Help create an environment where your teen feels heard and understood with:

Active listening:

  • Practice active listening by giving your full attention when your teen is talking. Put away distractions like phones or other devices.
  • Reflect back on what you've heard to ensure you understand correctly. This not only demonstrates attentiveness but also clarifies any potential misunderstandings.

Open-ended questions:

  • Instead of asking closed questions that prompt simple "yes" or "no" answers, pose open-ended questions to encourage your teen to share more about their thoughts and feelings.
  • For example, instead of asking, "Did you have a good day?" you might ask, "What was the best part of your day?" This invites a more detailed and meaningful response.
  • You might even make this into a game, asking ice-breaker questions like "If you could have one superpower, what would it be?" or "Would you rather be able to talk to animals or read people's minds?" - I've worked with a lot of young people in my time. You should never underestimate the power of an ice-breaker!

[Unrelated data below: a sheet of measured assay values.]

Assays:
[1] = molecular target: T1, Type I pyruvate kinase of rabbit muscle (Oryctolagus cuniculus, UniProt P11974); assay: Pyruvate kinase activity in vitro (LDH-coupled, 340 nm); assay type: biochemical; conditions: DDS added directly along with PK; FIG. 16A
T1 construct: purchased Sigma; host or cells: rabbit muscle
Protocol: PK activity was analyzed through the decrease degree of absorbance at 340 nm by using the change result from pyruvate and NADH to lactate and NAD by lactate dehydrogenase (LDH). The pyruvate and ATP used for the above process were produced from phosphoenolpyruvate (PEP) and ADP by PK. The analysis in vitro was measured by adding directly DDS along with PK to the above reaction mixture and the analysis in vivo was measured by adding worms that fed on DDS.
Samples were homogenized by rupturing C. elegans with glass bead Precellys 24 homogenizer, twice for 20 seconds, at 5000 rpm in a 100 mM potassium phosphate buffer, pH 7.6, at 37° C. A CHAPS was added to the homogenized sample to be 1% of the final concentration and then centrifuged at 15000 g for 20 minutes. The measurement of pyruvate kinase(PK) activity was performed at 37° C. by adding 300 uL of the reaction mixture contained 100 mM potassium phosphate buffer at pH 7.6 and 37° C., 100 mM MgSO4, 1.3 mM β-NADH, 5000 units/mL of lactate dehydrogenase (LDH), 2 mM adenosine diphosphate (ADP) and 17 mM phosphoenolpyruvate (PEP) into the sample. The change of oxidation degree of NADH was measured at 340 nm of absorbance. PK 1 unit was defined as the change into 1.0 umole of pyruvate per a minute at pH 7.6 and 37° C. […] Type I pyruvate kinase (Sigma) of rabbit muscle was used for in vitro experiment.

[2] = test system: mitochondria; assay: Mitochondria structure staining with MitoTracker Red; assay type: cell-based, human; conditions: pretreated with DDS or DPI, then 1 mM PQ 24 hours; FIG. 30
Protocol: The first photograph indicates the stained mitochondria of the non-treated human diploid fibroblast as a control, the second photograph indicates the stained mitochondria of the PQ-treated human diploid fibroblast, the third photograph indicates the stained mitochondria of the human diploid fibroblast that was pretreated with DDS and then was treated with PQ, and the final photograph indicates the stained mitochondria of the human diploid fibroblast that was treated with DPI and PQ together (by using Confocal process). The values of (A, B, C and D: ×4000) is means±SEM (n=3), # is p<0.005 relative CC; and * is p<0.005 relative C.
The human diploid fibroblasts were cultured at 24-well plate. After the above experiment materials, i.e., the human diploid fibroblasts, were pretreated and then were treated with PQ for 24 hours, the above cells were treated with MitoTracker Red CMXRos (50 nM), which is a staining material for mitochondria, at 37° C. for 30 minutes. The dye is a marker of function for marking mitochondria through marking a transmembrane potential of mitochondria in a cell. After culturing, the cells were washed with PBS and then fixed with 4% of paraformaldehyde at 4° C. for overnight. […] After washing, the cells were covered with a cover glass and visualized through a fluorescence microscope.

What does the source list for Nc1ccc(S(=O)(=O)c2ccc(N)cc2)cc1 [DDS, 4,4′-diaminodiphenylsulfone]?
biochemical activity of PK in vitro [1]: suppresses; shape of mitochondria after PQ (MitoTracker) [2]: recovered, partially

Finding common ground:

  • Identify shared interests or activities they are passionate about, whether a hobby, sport, or TV show. 
  • Be open to their interests, even if they differ from your own. Showing genuine curiosity about their world builds a sense of connection.

Remember that building better communication is a gradual process -  patience is key. 

Parental peer pressure

The societal expectations and pressures that parents face during their children's adolescence are huge and all around us. Your teen will likely remind you how you measure up as a parent. This is hard enough, but you also no longer get an accurate picture of how other parents are managing, as you're less likely to see them as regularly as when your kids were little. This will also take a toll on how you view yourself. And don't get me started on social media for making you feel everyone is breezing through. Trust me, they're not - every parent has their up-and-down days.